Salmon Fishing - Larsen Bay Lodge
Salmon Fishing
Other Interesting Salmon Facts:
Did You Know?
A 2 lb. salmon and a 40 lb. salmon have exactly the same number of scales!
What's the difference between a Pacific Salmon and an Atlantic Salmon?
Most Pacific salmon are anadromous: they are born in fresh water, spend their adult lives in the saltwater oceans and return to their natal rivers, or lakes, to spawn. They are also semelparous, dying after they spawn. Atlantic salmon, Salmo salar, are anadromous but may spawn more than once.
What is the record for oldest age of salmon and steelhead?Chinook: 7 yrs.
Sockeye 7 yrs.
Coho 4 yrs.
Chum 6 yrs.
Pink 2 yrs.
Steelhead 8 yrs.
Is a steelhead a trout or a salmon?
A steelhead is a rainbow trout that migrates to sea as a juvenile and returns to fresh water as an adult to spawn. The steelhead does not always die following spawning and may spawn more than once and return to the sea after each spawning.
Why do Pacific salmon die after they spawn?
Dying salmon increase the survival rate of their offspring by sacrificing themselves as food for bears, eagles, gulls. Their carcasses sink, wash up on shore, and provide an important protein source for other animals in the food chain. As they decompose they also fertilize lakes and vegetation along shore. Meanwhile the predators are busy with bigger fish allowing the salmon eggs to develop and return to the sea.
How many species of Pacific salmon are there?
There are seven species of Pacific salmon, plus two freshwater species. Five species are found in Alaskan waters:
  • Sockeye (oncorhynchus nerka)
  • Pink (oncorhynchus gorbuscha)
  • Chum (oncorhynchus keta)
  • Coho (oncorhynchus kisutch)
  • Chinook (oncorhynchus tshawytscha)
Two species of Pacific salmon, masu, Omasou, and amago, O. rhodurus, are only found in Asian waters.

What are the stages of a salmon's life cycle?
There are six stages of a salmon's life cycle: eggs, alevin, fry, smolt, adult, and spawners.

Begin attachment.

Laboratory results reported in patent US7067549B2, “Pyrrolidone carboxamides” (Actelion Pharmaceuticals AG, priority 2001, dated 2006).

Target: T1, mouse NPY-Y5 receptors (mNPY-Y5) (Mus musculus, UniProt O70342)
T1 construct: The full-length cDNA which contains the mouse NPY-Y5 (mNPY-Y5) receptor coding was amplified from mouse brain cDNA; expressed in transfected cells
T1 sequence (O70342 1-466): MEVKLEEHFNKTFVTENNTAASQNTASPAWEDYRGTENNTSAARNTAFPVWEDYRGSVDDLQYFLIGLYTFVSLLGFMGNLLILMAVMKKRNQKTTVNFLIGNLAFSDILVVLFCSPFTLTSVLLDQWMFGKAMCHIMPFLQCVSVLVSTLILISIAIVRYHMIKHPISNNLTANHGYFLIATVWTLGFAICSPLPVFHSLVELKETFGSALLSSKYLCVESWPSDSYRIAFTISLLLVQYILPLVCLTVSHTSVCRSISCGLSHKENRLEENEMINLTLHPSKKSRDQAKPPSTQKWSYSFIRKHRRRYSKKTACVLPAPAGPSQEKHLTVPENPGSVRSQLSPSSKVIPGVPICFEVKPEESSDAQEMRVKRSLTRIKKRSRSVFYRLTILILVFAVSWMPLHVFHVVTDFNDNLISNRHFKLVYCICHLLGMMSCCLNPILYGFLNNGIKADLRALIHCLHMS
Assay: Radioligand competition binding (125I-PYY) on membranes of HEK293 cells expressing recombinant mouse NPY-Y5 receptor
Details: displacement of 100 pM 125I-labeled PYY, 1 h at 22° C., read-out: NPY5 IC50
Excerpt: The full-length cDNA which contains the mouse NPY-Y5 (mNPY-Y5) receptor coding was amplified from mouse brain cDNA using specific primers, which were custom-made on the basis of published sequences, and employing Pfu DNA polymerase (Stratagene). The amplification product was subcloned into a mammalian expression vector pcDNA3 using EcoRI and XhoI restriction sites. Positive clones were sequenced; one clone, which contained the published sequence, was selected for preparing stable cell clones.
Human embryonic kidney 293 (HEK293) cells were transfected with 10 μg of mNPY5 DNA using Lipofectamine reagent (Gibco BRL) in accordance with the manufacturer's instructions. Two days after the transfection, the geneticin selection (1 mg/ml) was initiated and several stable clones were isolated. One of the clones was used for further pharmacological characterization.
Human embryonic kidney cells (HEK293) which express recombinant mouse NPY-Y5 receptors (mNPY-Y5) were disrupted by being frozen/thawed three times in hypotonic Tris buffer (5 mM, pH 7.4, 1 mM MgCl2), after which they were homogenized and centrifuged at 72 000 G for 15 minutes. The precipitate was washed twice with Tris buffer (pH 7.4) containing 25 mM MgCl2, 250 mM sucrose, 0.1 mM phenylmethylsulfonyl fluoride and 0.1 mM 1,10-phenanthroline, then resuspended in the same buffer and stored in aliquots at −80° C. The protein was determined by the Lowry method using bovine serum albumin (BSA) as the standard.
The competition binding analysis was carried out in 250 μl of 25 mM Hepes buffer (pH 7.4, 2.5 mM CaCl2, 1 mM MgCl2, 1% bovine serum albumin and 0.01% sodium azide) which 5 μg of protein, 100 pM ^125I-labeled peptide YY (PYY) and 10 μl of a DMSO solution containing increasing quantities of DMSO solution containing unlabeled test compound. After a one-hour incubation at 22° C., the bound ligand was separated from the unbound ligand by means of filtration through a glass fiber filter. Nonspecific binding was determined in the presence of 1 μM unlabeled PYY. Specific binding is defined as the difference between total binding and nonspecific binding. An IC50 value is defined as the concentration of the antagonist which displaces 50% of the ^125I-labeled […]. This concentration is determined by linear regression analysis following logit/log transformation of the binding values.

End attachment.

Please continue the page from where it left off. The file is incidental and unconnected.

The salmon life cycle begins, and ends, as the spawning process in fresh water. The female chooses a site and builds a redd, or nest, by digging in the gravel with her tail. She then deposits her eggs, one, or more males then fertilize the eggs. She then covers the eggs and repeats the process. Adult salmon guard the site until their death.

In late winter, eggs hatch from the redds. Young alevin in the gravel live off the nutritious yolk sac that hangs off their undersides for up to four months. Then they swim up from the gravel to start feeding on live prey. Some species head straight to the ocean as fry, while others remain in the stream for another year.

Next, the smolt stage occurs. The juvenile salmon swim downstream and undergo major physiological changes (smolting) while adapting to salt water in estuaries, where freshwater rivers meet the saltwater seas.

Once in the ocean, they travel in schools. After one to seven years, depending on the type of salmon, they return to their home rivers to spawn in the same stream they were born in.

How many salmon survive to spawn?
Less than 2% of salmon hatched in streams will return to spawn. For example, of 2500 hatched eggs, less than 375 live to be fry. Of those, less than 30 survive to be smolts. An average of 5 reach adult stage and 2 return to spawn.
Larsen Bay Lodge
PO Box 92
Larsen Bay, AK 99624
800-748-2238 or 907-847-2238